German shipping investment that once helped shape the world’s maritime operations is in retreat, as years of steep losses lead many of the country’s biggest banks to abandon ship financing altogether.
The number of German-owned oceangoing vessels has declined by nearly half over the past decade. Meanwhile, financial backing in bigger maritime powers including China, Greece and Singapore is giving competing owners more flexibility to renew their fleets as they look to invest in a new generation of environmentally friendly vessels.
The contraction stems from the sharp swings in maritime-sector earnings over the past years, beginning with the 2008 global financial crisis, that were marked by tumbling freight rates amid a glut of ships that was fueled by easy lending practices.
The result was billions of dollars in unpaid loans that shredded shipping-finance programs at many banks and pushed several lenders to back away from a sector once seen as providing low-risk, long-term investment opportunities. That has dimmed a business that has been seen as a sign of strength in Germany’s export-oriented economy.
About 80% of all German ship-owning companies now operate fewer than 10 ships, according to the German Shipowners’ Association, an umbrella group representing the country’s vessel operators known as the VDR. Owners from other countries have expanded their fleets, sometimes by buying distressed German vessels.
The country’s commercial fleet has been cut to around 2,000 ships this year from 3,784 in 2011. Ownership of container ships has declined to roughly 649 vessels from more than 1,700 a decade ago.
“We are smaller, but better off as the basic criterion now for how many ships you run are your actual freight contracts,” said Ralf Nagel, the VDR’s managing director. “But it’s still difficult to get financing as the pool of shipowners has shrunk, leading to a stagnation of new orders to replace aging fleets.”
German shipping money has been traditionally tied to what are known as Kommanditgesellschaft funds, or KGs. Banks and asset managers promoted and sold shares of those partnerships to private investors, and in the late 2000s, thousands of people, often with little knowledge of the sector, became part owners of ships.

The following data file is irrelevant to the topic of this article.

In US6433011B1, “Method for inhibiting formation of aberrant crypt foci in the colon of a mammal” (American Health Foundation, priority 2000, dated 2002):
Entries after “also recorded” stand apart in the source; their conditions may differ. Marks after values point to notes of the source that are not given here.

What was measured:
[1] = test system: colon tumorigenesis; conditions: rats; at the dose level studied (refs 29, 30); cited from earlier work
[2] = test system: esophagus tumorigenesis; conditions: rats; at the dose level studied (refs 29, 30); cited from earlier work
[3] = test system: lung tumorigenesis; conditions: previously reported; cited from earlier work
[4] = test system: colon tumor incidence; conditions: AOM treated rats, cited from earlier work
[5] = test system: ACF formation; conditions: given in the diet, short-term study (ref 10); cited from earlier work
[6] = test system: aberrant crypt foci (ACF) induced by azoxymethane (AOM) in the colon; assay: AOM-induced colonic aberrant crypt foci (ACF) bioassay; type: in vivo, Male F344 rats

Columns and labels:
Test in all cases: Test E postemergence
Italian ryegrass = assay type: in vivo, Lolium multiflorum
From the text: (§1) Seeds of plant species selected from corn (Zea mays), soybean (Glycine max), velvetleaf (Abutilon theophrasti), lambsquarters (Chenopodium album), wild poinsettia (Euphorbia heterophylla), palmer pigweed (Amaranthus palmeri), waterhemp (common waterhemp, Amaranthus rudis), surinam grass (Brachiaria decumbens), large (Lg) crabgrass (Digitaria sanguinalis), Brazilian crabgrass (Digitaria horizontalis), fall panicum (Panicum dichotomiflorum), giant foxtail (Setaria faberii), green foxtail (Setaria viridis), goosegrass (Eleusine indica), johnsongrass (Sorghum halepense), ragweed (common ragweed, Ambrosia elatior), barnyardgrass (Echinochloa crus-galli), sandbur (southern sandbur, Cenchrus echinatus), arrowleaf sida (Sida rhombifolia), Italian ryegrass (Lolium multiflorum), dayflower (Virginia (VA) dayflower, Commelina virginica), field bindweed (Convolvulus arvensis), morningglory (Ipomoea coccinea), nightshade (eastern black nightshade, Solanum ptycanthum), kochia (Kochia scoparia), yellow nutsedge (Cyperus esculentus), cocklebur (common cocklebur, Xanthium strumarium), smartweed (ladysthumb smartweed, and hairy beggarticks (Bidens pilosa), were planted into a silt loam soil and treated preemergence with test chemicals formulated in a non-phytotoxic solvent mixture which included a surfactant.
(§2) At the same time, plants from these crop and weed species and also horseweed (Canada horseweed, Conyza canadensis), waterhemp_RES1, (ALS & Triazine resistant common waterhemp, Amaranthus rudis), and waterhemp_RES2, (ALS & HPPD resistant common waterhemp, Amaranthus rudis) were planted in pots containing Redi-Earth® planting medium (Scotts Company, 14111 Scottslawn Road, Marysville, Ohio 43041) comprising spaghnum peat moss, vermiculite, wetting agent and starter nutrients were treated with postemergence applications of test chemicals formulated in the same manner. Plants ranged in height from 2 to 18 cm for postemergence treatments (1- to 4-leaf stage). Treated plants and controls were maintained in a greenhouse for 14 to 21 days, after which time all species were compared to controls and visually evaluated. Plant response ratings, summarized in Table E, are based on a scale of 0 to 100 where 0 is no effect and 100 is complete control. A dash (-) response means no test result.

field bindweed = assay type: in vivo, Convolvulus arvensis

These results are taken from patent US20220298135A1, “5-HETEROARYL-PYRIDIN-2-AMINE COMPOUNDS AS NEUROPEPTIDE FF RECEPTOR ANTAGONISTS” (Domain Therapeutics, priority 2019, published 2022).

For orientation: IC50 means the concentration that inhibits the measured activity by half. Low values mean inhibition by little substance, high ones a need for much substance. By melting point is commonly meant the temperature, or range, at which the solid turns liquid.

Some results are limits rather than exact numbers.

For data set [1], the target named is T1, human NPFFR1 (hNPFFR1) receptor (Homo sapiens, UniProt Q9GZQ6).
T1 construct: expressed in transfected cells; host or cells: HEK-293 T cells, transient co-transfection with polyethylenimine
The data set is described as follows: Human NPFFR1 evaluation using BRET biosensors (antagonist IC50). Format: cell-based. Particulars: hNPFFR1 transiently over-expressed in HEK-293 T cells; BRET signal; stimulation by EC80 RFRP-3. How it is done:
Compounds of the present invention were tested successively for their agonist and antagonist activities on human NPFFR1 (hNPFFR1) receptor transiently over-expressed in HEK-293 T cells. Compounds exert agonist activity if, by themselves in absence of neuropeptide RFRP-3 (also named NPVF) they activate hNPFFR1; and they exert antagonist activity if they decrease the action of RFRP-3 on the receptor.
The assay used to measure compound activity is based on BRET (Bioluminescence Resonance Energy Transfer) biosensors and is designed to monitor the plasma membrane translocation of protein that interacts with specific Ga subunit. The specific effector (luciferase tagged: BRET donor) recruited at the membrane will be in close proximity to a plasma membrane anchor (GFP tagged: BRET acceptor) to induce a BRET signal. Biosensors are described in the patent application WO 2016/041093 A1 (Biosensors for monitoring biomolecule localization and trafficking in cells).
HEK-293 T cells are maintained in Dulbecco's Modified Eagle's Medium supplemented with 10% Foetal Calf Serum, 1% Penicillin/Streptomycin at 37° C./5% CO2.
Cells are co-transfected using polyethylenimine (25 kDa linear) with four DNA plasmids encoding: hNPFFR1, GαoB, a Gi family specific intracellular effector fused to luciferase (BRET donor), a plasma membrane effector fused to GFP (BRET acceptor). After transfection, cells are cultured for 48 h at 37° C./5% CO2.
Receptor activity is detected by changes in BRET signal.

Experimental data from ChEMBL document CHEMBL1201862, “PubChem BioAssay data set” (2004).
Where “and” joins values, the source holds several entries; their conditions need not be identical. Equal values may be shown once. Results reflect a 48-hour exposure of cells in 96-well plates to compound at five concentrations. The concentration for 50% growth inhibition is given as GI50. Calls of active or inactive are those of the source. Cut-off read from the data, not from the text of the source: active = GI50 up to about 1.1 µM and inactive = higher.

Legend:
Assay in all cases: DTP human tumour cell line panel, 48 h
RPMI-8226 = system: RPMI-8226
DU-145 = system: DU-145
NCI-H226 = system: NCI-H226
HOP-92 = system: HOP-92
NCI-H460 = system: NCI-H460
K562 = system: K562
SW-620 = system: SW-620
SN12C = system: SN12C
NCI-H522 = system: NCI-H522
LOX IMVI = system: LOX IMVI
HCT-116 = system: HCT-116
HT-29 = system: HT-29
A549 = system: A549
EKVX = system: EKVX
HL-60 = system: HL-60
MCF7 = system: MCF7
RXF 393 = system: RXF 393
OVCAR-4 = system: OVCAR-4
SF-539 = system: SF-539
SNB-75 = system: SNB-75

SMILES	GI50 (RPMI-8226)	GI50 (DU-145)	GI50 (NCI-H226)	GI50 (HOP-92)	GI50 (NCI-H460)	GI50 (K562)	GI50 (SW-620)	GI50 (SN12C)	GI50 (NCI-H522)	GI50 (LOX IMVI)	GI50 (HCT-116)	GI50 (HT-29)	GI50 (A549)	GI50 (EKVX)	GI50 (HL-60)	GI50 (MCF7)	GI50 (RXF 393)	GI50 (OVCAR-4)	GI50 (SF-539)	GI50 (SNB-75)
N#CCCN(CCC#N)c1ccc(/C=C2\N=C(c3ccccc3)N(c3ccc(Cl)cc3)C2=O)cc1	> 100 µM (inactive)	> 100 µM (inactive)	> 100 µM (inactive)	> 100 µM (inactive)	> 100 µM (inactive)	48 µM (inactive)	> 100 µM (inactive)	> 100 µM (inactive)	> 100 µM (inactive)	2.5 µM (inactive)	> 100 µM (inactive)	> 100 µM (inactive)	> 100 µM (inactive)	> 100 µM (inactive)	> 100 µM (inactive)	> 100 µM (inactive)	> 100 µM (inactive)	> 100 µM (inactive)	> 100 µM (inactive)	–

They were lured in by terms including full participation in the ship’s profits and liability limited to the value of their shares along with a flat tax on earnings. The business grew as globalization picked up steam and more and bigger ships were needed to move cheap Chinese exports to world markets.
“China was a big driver to increase freight volumes,” Mr. Nagel said. “The enthusiasm was such that an owner would ask the bank to finance a single small ship and the bank would say we’ll give you money if you buy four ships, overstretching its own balance sheet, along with the capacity in the water.”
The banks included some of Germany’s biggest lenders, including Deutsche Bank AG, Commerzbank AG, Hamburg Commercial Bank and Nord/LB.
“When freight rates fell, it all came crashing down. Too many, both inside and outside of shipping, believed the good times would go on and on,” Mr. Nagel said.
The exposure of German banks to ship loans in 2019 reached $133.5 billion. Today it is about $34 billion, according to VDR data. Several German banks got out of ship finance as they dealt with around $100 billion in toxic debt and sold scores of vessels to foreign owners at heavily discounted prices.
The country’s biggest shipping lender now is Ostfriesische Volksbank, a bank located in the small town of Leer in northwestern Germany, which carries €2 billion to €3 billion ($2.4 billion to $3.6 billion) in maritime-sector financing on its books.
Mr. Nagel said a sharp increase in container freight rates to record levels over recent months amid a big inventory replenishment drive by Western retailers is good news for German owners that charter their ships to big operators. But he is skeptical the surge will last.
“There’s been a lot of demand for container ships because stores are restocking but nobody knows what will happen afterwards,” he said.
German ship financing now depends mostly on bond issuance or relatively small loans from a limited pool of wealthy individuals in so-called friends and family networks. Some German shipowners and vessel management firms have also set up offices abroad and are looking for financing from banks in places such as Cyprus and Singapore.
In the years before the 2008 financial crisis, an average of around 20% of all new ship tonnage on order was financed by German lenders, according to VesselsValue, a London-based maritime research group. The average in the five years ended in 2020 was less than 2% a year.